There are a few factors involved in this kind of scenario, but one of the first ways to know if your injury was caused by a defective drug is to get a diagnosis from a medical professional.
You must determine whether your injury was caused by a drug you were or are currently taking, which can only be done through lab work and physical examination from a trained medical practitioner. If you suspect your New York doctor or physician played a role in administering you a defective drug, you may need to see a separate doctor for a second opinion.
Next, you will need to determine if the drug was truly defective or if you were prescribed or given the wrong drug. This is a crucial distinction to make, as this can file your case under product liability or medical malpractice law, and both have different legal standards. You may seek legal assistance from a personal injury lawyer to reach this conclusion, as they may have experience in this area of law.
The FDA Approves Drugs Sold in the Market and Issues Recalls When Defects Arise
One of the first steps you can take to know if your injury was caused by a defective drug is to check whether the drug you suspect might have had a recall issued on it. You can check the drug recalls page by the Food & Drug Administration (FDA), the federal organization responsible for approving drugs sold in the market. If you find the drug on the recall list, inform your doctor so that they can perform the appropriate tests to determine if you were physically affected or are suffering from a different ailment.
Drug companies must undergo strict testing before the FDA approves their product. However, despite federal regulations and a multistage process, defective drugs can still be approved by mistake or if a company misreports side effects and test results. Before a recall gets issued, it can take months or even years before the FDA recognizes that a drug is defective, as several cases must present evidence to prove this.
Even if there is no recall on the drug you are questioning, your lawyer may help you determine whether there is a mass tort already in motion about the product or help you begin taking civil action if there is evidence to support your case.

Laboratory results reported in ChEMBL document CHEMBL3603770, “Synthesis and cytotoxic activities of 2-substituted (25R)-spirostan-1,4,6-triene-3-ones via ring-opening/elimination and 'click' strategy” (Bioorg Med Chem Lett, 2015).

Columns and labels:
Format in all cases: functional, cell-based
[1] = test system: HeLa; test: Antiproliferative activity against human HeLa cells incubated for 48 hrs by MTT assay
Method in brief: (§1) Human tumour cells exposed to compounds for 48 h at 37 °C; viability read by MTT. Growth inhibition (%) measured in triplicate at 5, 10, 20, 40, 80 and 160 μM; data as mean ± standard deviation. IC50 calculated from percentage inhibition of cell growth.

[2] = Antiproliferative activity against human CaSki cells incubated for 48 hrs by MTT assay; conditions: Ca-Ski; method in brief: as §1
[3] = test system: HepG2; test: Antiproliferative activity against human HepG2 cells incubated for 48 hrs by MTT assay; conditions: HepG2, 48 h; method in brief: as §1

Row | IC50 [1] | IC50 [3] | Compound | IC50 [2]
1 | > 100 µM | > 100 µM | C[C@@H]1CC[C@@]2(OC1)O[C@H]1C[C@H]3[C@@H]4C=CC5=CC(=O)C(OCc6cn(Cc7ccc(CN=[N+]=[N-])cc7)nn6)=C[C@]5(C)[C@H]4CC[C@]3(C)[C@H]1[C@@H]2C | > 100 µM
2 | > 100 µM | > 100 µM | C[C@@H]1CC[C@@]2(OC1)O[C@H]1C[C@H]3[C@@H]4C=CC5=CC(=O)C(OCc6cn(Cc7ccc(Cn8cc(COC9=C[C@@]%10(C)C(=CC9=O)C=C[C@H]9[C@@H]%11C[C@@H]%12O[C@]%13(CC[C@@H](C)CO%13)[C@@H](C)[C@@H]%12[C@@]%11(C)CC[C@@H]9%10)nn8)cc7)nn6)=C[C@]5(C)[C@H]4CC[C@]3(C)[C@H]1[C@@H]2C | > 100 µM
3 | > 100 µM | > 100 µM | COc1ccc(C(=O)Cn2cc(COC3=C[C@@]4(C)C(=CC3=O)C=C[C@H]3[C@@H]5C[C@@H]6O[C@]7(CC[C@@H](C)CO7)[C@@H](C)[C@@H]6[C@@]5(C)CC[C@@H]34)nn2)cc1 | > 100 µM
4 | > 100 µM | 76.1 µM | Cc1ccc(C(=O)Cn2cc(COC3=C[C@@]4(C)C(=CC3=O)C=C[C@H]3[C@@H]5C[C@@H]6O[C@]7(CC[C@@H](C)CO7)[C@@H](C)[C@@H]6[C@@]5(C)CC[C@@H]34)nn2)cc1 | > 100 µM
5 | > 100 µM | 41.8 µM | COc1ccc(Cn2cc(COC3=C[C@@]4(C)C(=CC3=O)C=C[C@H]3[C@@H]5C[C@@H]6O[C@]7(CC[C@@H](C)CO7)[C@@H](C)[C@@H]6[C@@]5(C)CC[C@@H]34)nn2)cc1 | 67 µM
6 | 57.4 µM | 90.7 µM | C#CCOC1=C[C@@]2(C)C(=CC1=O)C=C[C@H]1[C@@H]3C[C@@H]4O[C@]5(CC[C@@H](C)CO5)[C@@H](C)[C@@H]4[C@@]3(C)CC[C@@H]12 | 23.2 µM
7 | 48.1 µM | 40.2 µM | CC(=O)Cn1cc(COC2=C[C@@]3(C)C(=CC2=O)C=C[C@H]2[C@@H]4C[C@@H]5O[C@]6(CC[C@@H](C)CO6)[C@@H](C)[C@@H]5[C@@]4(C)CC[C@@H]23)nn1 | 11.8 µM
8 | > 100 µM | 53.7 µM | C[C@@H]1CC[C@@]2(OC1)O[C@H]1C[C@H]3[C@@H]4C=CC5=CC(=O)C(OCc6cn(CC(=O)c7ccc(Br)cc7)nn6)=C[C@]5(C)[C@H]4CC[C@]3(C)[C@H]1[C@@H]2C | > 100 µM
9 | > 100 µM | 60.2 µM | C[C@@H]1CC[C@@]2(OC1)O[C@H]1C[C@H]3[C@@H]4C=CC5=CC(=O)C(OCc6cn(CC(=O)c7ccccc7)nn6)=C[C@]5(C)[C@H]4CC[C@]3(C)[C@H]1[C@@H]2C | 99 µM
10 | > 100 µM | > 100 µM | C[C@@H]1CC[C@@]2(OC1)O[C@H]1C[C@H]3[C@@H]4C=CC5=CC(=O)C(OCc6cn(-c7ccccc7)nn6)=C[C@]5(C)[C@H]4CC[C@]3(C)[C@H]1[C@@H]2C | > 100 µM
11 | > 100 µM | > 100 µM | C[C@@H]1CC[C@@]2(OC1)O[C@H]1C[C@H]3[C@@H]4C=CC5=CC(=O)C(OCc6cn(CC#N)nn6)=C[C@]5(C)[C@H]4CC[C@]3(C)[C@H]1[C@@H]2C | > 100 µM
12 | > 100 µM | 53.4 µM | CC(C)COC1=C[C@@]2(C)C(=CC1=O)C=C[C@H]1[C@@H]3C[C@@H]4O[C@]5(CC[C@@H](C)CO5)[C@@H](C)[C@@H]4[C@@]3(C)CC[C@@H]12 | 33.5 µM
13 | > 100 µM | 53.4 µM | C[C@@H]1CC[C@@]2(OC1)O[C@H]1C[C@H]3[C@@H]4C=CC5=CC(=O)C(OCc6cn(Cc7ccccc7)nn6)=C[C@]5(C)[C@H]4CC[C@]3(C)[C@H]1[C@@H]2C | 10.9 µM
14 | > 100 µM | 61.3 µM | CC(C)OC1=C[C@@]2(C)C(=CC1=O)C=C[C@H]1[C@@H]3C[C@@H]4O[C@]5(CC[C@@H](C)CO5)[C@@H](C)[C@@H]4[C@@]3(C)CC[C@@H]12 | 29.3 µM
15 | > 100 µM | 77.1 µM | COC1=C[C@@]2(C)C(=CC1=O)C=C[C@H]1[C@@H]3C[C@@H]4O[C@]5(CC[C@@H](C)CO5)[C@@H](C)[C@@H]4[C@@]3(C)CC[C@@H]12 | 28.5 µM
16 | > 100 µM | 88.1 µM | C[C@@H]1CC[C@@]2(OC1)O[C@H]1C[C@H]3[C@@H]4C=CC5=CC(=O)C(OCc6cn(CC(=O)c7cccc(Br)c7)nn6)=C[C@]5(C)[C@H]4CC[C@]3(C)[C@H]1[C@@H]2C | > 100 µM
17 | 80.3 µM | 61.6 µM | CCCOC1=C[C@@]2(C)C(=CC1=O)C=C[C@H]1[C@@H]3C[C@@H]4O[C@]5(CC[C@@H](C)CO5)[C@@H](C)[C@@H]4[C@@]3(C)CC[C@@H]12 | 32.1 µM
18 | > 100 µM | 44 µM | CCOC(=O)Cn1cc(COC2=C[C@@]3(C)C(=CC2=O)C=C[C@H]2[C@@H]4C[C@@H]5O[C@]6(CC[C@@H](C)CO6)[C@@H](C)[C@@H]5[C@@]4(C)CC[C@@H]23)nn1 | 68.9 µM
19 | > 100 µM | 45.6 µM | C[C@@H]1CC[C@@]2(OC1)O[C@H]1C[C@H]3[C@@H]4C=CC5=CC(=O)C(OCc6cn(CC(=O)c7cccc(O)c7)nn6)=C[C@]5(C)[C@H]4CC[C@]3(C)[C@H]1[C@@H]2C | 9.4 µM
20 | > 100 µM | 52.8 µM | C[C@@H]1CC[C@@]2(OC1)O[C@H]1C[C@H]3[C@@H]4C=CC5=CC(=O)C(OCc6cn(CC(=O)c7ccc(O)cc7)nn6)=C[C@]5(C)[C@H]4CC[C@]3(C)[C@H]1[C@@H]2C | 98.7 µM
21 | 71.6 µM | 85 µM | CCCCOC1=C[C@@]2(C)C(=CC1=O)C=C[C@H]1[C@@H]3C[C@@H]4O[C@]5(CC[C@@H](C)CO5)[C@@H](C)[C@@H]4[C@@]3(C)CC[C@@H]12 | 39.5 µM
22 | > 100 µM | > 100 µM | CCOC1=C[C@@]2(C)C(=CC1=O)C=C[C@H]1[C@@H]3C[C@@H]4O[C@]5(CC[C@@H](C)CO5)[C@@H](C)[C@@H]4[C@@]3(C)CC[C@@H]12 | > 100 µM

Drug Companies May Be Held Liable for Improperly Making, Producing, or Marketing a Drug
A drug company may be held liable in a product liability case if they:
- Misreported side effects found in drug testing
- Misreported the effectiveness of a drug
- Mislabeled the side effects or ingredients of a drug
- Did not follow federal regulations for drug testing
- Made an error when manufacturing the drug, such as putting the wrong ingredients or dosage of ingredients
Your lawyer may be able to help you investigate where the defect occurred in the manufacturing and distribution process before the drug was prescribed to you. In some cases, if a medical practitioner knew about the drug’s defect and still administered the drug to you, they may also be held liable for your damages.
Not All Defective Drug Cases Involve Medical Malpractice
Even though a pharmaceutical drug falls under the medical category, that does not always mean that all defective drug cases fall under medical malpractice law. For a defective drug case to qualify as a medical malpractice case, the medical professional who prescribed, prepared, or administered the drug to you must have known the drug had a defect or made an error to make the drug defective.
For example, your defective drug case might qualify as medical malpractice if:
- A pharmacist gave you the wrong drug or dosage of the drug.
- A pharmacist continued to sell you a defective drug despite a recall of it.
- A doctor prescribed you a drug despite knowing its defects and without warning you of its defects.
Your legal team may discuss these factors with you if they apply to your case.
The Statute of Limitations Differs by Case Type
All civil action lawsuits must be filed according to the statute of limitations that apply to their case, which are:
- Three years for product liability cases, per New York Civil Practice Law and Rules (CVP) §214
- Two years if the defective drug led to wrongful death, per New York Estates, Powers, and Trusts Law (EPT) §5-4.1
- Two years and six months for medical malpractice cases, per CVP §214-A
Contact Morelli Law Firm About Your Defective Drug Injury
If you suspect a pharmaceutical or over-the-counter drug was defective and caused injuries to you or your loved one, you might qualify for a defective drug case. Contact Morelli Law Firm to review your case and determine whether you can pursue compensation through a product liability or medical malpractice lawsuit. Call (212) 751-9800 today for a free consultation.